This year, because of the pandemic related changes, Green Girls will have a particular opportunity to focus on how climate change is affecting our city and our future. Students will learn about the history of climate action and how young people have advocated for the environment. The Green Girls Afterschool program will take part in advocacy as a group.
The program is available online in spring 2021 from March 8 – June 10, 2021.
If you have any questions or would like to register your child via phone please contact Sam Schwartz at (212) 360-2746 or [email protected] Applicants will be notified of acceptance into the program.
You can apply online at cityparksfoundation.org/green-girls-school-application.
For more information and to learn more about City Parks Foundation programs visit CityParksFoundation.org.
The stuffy nose, aches and pains that often accompany the common cold can leave sufferers feeling miserable for a week or more. It can be particularly worrying these days since some cold symptoms can be confused with COVID-19 symptoms. Cold season seems to kick into high gear when the temperatures drop, but this can be the year you don’t come down with a case of the sniffles. The following cold prevention tips can increase your chances of making it to spring without losing any days or sleep to the common cold.
- Keep kids clean. School-aged kids tend to carry home lots of germs, so when kids get home after a long day at school, make sure they wash their hands thoroughly and change into fresh outfits. Such precautionary measures can keep colds and other illnesses from running rampant through your house.
- Go outdoors and get some fresh air. It’s a myth that cold air will bring on a cold. In reality, being outside instead of congregating indoors with other sick people may decrease your risk of getting a cold. Don’t be afraid to go outside when the temperatures drop for fear of getting sick. Fresh air and exercise can be good for you.
- Drink plenty of fluids. Keeping your body hydrated will help flush toxins out of your body, strengthening your immune system and making it more capable of fending off colds.
- Keep your distance. Did you know the cold virus can be shot up to three feet away when someone sneezes? The virus travels on the small droplets of saliva and mucus that get propelled from the nose and mouth of a sick individual. If you know someone is sick, stay as far away as possible and wash your hands frequently, paying special attention to your fingertips.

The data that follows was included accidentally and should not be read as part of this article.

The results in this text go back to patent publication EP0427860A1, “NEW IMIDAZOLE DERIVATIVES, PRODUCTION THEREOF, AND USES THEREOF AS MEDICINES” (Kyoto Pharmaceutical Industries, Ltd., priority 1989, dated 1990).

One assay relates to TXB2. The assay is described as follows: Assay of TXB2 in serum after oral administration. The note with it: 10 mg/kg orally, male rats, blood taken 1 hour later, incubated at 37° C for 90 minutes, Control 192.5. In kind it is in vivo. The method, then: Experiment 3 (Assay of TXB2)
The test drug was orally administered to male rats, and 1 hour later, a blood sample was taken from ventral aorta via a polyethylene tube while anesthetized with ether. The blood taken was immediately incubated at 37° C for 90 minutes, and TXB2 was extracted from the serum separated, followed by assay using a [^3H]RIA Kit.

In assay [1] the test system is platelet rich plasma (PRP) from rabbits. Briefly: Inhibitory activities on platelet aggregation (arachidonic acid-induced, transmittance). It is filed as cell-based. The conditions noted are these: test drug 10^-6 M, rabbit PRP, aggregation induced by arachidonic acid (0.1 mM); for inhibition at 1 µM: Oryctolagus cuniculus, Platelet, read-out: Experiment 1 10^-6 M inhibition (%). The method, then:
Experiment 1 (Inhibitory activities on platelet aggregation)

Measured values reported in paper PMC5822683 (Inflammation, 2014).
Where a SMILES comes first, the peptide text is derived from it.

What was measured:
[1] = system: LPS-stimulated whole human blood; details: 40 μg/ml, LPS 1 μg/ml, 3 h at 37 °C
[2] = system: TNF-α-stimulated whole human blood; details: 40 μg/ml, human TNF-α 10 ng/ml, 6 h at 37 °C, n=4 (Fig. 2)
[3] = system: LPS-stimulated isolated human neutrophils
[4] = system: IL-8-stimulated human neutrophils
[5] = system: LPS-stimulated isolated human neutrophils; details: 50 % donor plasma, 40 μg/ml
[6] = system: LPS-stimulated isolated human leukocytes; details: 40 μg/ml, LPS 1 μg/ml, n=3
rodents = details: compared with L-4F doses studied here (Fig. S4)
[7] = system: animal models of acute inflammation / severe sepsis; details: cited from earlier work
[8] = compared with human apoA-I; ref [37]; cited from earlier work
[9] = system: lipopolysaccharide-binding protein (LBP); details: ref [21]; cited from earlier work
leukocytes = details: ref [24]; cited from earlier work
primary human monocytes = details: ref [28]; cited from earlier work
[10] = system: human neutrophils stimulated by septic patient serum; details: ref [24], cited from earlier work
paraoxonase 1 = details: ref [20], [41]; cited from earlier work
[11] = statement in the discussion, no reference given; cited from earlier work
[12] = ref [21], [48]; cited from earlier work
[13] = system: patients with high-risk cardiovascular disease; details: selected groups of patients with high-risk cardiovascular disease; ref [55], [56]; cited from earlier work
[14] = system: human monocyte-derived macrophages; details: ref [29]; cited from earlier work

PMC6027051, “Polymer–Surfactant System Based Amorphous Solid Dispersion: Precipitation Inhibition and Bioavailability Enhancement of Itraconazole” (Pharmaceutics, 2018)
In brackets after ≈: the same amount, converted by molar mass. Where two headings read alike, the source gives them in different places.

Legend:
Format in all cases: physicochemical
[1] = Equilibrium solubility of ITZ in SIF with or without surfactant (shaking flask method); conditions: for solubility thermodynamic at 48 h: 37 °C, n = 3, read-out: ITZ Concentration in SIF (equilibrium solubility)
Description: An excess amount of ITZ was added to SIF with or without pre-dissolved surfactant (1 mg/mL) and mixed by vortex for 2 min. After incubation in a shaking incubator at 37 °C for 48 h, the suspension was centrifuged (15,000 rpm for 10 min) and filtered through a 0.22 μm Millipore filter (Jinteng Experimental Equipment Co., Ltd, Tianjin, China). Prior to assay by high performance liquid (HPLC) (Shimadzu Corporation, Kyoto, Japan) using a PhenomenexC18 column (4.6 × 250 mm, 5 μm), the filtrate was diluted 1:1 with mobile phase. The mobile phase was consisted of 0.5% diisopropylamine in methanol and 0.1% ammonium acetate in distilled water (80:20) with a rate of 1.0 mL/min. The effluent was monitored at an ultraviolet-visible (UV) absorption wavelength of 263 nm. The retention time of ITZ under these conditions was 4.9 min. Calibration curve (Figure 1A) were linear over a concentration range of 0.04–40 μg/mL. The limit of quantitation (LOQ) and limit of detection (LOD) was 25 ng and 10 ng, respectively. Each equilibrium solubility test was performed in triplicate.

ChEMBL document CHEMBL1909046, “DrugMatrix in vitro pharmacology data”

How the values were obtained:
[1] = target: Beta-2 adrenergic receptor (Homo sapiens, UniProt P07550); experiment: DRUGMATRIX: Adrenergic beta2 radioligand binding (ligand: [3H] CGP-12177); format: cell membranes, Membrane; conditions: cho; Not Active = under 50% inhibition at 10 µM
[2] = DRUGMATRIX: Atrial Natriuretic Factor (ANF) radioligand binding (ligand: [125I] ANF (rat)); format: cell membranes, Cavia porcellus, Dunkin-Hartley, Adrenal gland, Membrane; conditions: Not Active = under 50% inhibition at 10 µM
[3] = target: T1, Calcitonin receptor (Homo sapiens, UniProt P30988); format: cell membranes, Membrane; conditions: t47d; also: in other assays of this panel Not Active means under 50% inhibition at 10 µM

- Wipe down surfaces. The cold virus can live on surfaces for up to 24 hours. That means a sick person can easily transfer a virus by touching a computer keyboard or remote control he or she shares with others. Use disinfecting wipes or warm, soapy water to clean off doorknobs, telephones, light switches, cabinet handles, and anything that is frequently touched around a home or business.
- Let it out gently. Blowing your nose forcefully or pinching your nose to hold back sneezes can irritate nasal passageways and make them more vulnerable to infection.
- Avoid touching your eyes, nose, and mouth. If you are well, keep your hands away from your mouth, nose, and eyes. Viruses are especially good at entering the body through the mucus membranes located in these areas of the body. A combination of frequent hand washing and avoiding touching your face can keep colds at bay.
- Maintain your exercise routine. Regular exercise can boost the body’s immune system and help it to fend off foreign invaders, including the cold virus. A recent study found that taking vitamin C in addition to daily exercise can reduce your risk of cold and cut the duration of the cold should you get one. Before taking any supplements, speak with your doctor to make sure they won’t interact negatively with other medications.
- Recognize that antibiotics are not the answer. Antibiotics are only effective at treating bacterial infections, not viruses, which means they are ineffective at fighting the cold virus.
- If you do get sick, play it smart. Should you succumb to a cold in spite of your best efforts, steer clear of others so you are not spreading the virus. Rest and fuel your body with healthy foods and beverages. There’s no need to visit a doctor for a cold unless you have a fever after several days of being sick. Colds normally last between seven and 10 days. If your symptoms do not improve or if they seem to be worsening, visit your doctor.